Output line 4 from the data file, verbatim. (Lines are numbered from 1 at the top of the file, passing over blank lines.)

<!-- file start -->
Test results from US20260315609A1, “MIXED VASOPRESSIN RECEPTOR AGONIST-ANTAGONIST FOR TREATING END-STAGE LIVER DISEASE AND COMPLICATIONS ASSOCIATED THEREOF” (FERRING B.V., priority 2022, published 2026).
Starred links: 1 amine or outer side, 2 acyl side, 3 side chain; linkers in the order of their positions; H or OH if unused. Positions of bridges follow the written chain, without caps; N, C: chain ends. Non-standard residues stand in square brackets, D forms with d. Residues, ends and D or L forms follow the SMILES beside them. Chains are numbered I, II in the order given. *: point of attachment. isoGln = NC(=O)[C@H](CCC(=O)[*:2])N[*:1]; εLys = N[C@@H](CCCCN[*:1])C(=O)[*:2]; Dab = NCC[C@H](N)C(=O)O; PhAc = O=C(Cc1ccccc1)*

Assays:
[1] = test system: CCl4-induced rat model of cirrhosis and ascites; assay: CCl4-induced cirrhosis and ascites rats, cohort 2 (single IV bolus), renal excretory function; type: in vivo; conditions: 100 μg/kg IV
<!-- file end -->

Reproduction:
[1] = test system: CCl4-induced rat model of cirrhosis and ascites; assay: CCl4-induced cirrhosis and ascites rats, cohort 2 (single IV bolus), renal excretory function; type: in vivo; conditions: 100 μg/kg IV